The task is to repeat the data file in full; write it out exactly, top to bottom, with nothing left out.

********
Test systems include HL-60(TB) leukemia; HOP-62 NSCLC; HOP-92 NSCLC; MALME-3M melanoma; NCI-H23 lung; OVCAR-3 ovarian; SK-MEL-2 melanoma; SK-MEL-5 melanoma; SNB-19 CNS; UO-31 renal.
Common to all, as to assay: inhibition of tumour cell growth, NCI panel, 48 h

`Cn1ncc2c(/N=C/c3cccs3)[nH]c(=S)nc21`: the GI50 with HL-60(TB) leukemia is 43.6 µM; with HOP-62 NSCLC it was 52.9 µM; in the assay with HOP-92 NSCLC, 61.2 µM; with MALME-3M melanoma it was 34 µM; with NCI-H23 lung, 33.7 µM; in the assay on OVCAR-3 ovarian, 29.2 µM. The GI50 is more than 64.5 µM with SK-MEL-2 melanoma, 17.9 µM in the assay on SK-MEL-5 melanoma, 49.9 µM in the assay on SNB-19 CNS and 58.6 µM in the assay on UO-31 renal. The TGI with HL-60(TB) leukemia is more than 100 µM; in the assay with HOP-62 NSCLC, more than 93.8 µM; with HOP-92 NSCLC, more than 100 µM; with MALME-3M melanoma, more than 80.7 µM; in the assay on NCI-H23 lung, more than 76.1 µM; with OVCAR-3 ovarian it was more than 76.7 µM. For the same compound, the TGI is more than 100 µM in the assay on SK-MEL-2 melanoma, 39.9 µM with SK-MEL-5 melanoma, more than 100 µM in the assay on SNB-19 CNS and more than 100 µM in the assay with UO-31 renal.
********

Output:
Test systems include HL-60(TB) leukemia; HOP-62 NSCLC; HOP-92 NSCLC; MALME-3M melanoma; NCI-H23 lung; OVCAR-3 ovarian; SK-MEL-2 melanoma; SK-MEL-5 melanoma; SNB-19 CNS; UO-31 renal.
Common to all, as to assay: inhibition of tumour cell growth, NCI panel, 48 h

`Cn1ncc2c(/N=C/c3cccs3)[nH]c(=S)nc21`: the GI50 with HL-60(TB) leukemia is 43.6 µM; with HOP-62 NSCLC it was 52.9 µM; in the assay with HOP-92 NSCLC, 61.2 µM; with MALME-3M melanoma it was 34 µM; with NCI-H23 lung, 33.7 µM; in the assay on OVCAR-3 ovarian, 29.2 µM. The GI50 is more than 64.5 µM with SK-MEL-2 melanoma, 17.9 µM in the assay on SK-MEL-5 melanoma, 49.9 µM in the assay on SNB-19 CNS and 58.6 µM in the assay on UO-31 renal. The TGI with HL-60(TB) leukemia is more than 100 µM; in the assay with HOP-62 NSCLC, more than 93.8 µM; with HOP-92 NSCLC, more than 100 µM; with MALME-3M melanoma, more than 80.7 µM; in the assay on NCI-H23 lung, more than 76.1 µM; with OVCAR-3 ovarian it was more than 76.7 µM. For the same compound, the TGI is more than 100 µM in the assay on SK-MEL-2 melanoma, 39.9 µM with SK-MEL-5 melanoma, more than 100 µM in the assay on SNB-19 CNS and more than 100 µM in the assay with UO-31 renal.